WITH the referendum less than three weeks away people who have never voted before, and many who are not SNP voters, are turning to Yes and the momentum is growing.

The Yes campaign is bigger than Alex Salmond or the SNP, it is a truly cross-party movement where people from all political backgrounds and none are welcome.

Glasgow was for a long time a city dominated by Labour. I've met people on the doorsteps who have, for their whole lives voted for the Labour Party in Glasgow, but who feel let down by their party's partnership with the Tories in Better Together and their lack of vision for Scotland's future, and so are voting Yes.

The movement of many traditional Labour voters in Glasgow to Yes is reflected by a recent ICM poll which showed Yes leading in Glasgow, on 51% compared to 49% for No.

There are many prominent Labour figures from Glasgow who support independence such as the former Glasgow Lord Provost Alex Mosson, who revealed in November last year he would be voting Yes so that power can move away from the centre at Westminster and closer to the people.

Just last week sitting Labour Councillor Vaughan Jones from Inverclyde announced that she would be voting Yes, stating independence offers a great opportunity to create a more fair and socially just country.

And the heavyweight of social justice Jimmy Reid, who was a Labour Party stalwart until becoming disillusioned with Tony Blair's New Labour project, came out in support of independence in the latter years of his life.

There is even a group, Labour for Independence, who are representing the growing numbers of Labour-minded independence supporters and are playing an active role in the Yes campaign.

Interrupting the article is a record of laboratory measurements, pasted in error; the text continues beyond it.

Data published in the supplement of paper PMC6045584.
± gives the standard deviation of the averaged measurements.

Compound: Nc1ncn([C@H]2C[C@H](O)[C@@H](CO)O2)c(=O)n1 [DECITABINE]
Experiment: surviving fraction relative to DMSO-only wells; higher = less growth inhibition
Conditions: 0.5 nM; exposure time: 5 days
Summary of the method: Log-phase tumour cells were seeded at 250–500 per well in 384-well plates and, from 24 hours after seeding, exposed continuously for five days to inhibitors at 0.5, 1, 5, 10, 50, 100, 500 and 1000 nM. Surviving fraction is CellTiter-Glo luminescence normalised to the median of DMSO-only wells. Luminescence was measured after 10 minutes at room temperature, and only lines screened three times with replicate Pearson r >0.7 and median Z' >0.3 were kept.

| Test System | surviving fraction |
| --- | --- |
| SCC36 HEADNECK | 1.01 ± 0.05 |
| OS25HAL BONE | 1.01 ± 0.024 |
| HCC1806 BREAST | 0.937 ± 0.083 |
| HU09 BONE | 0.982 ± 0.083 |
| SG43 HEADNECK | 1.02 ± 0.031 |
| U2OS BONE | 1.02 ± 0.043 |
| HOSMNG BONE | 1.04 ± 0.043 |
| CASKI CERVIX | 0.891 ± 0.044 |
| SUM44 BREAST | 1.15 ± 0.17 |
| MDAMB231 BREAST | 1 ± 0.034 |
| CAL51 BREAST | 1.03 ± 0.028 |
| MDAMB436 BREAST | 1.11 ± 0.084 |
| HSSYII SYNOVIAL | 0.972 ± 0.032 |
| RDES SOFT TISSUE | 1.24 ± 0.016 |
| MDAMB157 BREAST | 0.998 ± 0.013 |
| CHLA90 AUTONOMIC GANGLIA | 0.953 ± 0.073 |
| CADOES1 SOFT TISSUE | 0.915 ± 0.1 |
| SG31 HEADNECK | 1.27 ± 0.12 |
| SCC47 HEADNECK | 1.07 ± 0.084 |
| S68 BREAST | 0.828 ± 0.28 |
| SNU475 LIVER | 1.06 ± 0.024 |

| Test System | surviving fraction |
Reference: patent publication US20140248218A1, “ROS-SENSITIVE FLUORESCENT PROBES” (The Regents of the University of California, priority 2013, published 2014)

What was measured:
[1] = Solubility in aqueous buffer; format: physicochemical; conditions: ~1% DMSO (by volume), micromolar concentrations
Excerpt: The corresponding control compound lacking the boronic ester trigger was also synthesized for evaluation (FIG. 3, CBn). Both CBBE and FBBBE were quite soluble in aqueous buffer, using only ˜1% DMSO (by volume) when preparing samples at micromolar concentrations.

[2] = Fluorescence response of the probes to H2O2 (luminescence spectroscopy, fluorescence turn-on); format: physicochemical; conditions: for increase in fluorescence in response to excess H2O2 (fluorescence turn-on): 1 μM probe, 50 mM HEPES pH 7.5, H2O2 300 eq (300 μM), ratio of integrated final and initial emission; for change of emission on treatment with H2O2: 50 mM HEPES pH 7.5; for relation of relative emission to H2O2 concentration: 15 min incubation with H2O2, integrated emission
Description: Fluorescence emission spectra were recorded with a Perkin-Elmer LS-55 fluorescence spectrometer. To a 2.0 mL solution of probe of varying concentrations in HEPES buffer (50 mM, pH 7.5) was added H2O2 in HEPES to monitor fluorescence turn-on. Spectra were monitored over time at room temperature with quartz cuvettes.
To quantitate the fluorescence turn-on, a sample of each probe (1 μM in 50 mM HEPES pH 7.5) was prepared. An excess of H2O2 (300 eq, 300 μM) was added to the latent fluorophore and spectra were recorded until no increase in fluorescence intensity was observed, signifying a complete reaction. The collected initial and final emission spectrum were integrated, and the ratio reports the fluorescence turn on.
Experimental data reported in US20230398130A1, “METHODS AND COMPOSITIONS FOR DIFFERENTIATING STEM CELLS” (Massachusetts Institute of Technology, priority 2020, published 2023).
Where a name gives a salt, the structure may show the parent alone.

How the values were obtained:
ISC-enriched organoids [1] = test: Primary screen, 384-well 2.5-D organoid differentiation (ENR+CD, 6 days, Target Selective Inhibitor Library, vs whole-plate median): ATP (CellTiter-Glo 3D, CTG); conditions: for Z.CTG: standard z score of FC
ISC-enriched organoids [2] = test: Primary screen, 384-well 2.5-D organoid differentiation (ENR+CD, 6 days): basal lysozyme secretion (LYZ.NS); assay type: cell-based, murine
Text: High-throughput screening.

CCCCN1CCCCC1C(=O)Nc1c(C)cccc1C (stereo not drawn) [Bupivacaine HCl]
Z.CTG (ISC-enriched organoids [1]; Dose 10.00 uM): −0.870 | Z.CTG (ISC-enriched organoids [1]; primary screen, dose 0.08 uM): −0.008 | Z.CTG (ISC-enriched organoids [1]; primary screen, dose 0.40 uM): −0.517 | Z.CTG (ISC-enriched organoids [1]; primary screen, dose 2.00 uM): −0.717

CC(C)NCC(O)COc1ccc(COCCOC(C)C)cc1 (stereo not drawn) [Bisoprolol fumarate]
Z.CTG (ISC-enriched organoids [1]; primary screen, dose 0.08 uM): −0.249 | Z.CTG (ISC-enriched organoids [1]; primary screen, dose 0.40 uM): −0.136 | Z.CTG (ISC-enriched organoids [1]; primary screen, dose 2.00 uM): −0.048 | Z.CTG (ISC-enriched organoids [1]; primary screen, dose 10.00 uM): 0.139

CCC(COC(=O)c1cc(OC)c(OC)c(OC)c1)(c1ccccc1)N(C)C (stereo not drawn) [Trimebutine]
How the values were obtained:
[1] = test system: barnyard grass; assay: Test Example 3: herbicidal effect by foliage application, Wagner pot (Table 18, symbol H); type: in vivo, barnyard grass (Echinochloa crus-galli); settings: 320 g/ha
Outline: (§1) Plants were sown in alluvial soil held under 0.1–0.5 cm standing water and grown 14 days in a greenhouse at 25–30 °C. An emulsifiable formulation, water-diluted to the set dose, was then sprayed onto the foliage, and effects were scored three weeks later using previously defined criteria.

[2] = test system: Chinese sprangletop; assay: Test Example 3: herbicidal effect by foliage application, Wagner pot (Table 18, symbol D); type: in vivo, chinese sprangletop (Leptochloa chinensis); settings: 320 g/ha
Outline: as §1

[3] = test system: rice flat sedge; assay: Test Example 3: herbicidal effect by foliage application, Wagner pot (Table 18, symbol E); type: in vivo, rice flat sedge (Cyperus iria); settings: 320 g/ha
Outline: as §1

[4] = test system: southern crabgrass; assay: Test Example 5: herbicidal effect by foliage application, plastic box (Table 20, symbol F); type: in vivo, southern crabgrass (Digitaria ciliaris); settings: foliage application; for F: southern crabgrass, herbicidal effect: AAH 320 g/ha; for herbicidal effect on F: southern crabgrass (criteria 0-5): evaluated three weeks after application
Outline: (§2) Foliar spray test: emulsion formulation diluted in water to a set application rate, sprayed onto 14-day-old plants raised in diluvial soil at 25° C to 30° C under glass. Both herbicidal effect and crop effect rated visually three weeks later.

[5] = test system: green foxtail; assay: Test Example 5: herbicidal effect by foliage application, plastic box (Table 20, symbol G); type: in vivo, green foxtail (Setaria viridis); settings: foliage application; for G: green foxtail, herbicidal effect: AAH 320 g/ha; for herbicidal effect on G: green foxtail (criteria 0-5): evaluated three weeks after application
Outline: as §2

My mum used to be a Labour voter, but after Tony Blair and New Labour she felt the party had moved away from its core principles.

She, like many others, believe that independence would be the rebirth of the Scottish Labour Party and a return to its traditional principles.

Regardless of which party is in power after the first elections in an independent Scotland in 2016, we will know the decisions made will be made in the best interest of the people of Scotland, by a government which truly represents the people who live here.

At the end of last week we saw David Cameron come up to Scotland, a trip which was overshadowed for him by the announcement that one of his MPs will defect to Ukip.

This demonstrated the clear choice of two futures for Scotland - a vote for a progressive future with Yes, or a vote for keeping the Westminster establishment where Ukip is gaining a hold.

It is an insult to the Scottish people that instead of debating with the First Minister, or holding town hall meetings to meet the public, the PM jaunts up to Scotland only to speak at an exclusive dinner held by the CBI.